Weird Walls: Depth, Height, and Function

Put this in the category of “The Missing Revit Manual” in the same chapter as “View Discipline“.

Turns out, Wall Function isn’t just an extra parameter to filter by. We just came across this one. When you change the Wall Function to FOUNDATION, it forces the placement of those wall types to be “Depth” and not “Height”.

Did you even know that was a thing? I would say that 99.99% of the time when a wall is placed, it is assumed to go in the positive Z direction, or in other terms, “up”. The good old Options Bar lets you change the placement from “Height” to “Depth” meaning you can make your wall go “down”. Who changes this? Does anyone ever change this?

You didn't even know it was there, did you?

You didn’t even know it was there, did you?

Anyway, if you change your Wall Function to “Foundation”, you can ONLY use “Depth” which can cause some hilarious errors as you place a wall.

I am confident some of you knew this already, but it’s news to me and it was news to everyone who I talked to in real life (or “offline” as the kids say… they don’t really say that).

The HELP file has nothing that lays out what specifically happens when you change the Wall Function. I guess it’s time to dive in and see what else might change when we adjust that previously-thought-innocuous parameter.

Revit RVA Presentation

Had a great time presenting at Revit RVA last night. Gave a quick chat on Plug-Ins 101. Despite going over my time, I think it went OK.

Got a few chuckles at the below slide, warning folks that I could sometimes dial the Nerd Level up to 11, but would try to avoid to. I think we only hit 6 or 7.

Nerd Level 11

Revit 2015 Update 2 – This Isn’t Confusing At All

Autodesk recently released Revit 2015 “R2″ for subscription customers (sorry people who don’t like to write a check every year!) and while it has some nice features that I am looking forward to, the versioning of Revit 2015 to this point has become almost labyrinthine.

In the beginning…

First, there was Revit 2015. Makes sense, easy to remember.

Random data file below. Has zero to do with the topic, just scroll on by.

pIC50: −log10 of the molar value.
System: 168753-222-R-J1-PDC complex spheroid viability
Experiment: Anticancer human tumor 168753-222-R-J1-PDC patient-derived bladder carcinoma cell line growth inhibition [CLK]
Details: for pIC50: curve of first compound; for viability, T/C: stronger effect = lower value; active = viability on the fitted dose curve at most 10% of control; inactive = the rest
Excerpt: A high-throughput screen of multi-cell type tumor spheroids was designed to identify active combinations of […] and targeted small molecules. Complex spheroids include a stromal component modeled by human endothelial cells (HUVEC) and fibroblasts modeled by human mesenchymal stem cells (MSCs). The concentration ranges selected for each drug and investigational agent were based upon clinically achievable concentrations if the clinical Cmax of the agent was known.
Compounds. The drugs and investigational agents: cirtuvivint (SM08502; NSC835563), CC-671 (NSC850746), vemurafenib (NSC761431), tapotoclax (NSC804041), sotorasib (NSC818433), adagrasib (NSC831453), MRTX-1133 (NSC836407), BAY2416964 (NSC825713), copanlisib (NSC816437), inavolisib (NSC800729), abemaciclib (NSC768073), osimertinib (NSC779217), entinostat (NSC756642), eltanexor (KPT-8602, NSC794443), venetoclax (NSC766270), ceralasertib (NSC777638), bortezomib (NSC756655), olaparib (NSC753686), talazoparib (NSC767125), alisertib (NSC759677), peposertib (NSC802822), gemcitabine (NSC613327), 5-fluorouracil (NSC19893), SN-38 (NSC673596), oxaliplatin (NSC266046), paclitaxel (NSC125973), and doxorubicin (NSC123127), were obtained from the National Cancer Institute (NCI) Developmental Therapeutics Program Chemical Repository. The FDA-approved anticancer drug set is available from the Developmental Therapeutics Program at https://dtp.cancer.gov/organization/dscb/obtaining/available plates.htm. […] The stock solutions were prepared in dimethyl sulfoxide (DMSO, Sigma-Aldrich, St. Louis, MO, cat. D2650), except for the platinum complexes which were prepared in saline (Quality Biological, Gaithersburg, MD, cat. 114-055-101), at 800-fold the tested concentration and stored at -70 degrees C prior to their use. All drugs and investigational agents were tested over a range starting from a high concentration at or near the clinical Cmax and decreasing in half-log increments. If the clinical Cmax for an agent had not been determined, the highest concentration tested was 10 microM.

Then we had Update Release 1. OK, I’m with you. Then Update Release 2, which was the “Security Update” because of Heartbleed.

It’s usually around this time that I start looking at creating my deployment. Hooray! Update Release 3! But when I add it to the deployment under Service Packs, it’s called “Revit 2015 Version 4″ there. Um, OK. I’ll play along.

And now we have R2 (their words). And when I apply that to the deployment, it’s called “Revit 2015 Version 5″ and after it gets installed, if you look at HELP > ABOUT, the version says “Update Release 4″.

Nice and consistent.

Don’t Forget – Schedule Text Styles Cheat

When is a Text Type not really a Type?

Sorry, bad riddle. This is one of those stupid seemingly insignificant inconsistencies within Revit that I 1) forget about after a few weeks and 2) when I remember I scratch my head and say “Really?”

I love View Templates. The new ones that actually do what they should do. Not the old passive ones. It helps keeps documents in line and looking sharp.

Did you know you can assign a View Template to a Schedule?  You can. Pretty smart that you can set some line weight and gridline and text settings. Well, mostly.


Turns out the Text Type that you assign to Title Text and Header Text and Body Text gets about 90% of the settings pushed through.

For some reason, the schedules have decided to ignore the Width Factor from the Type. It just leaves it at 1.

I know a lot of firms that like to squeeze info on there and have dialed their width factor down to .9. I know a couple that like to play with fire and have set it at .8! The maniacs!

Below is a screen grab showing simple annotation text on the top and to the right and the same word from a schedule; all three are using the same Text Type.

But... but... it's the same thing!

Whatever your level of text shrinkage, the schedules don’t care. This frustrates me. It poo-poos all over the idea of a View Template and leads to head scratching. I am already losing my hair, I don’t need bizarre incongruities like this leading to more hair loss.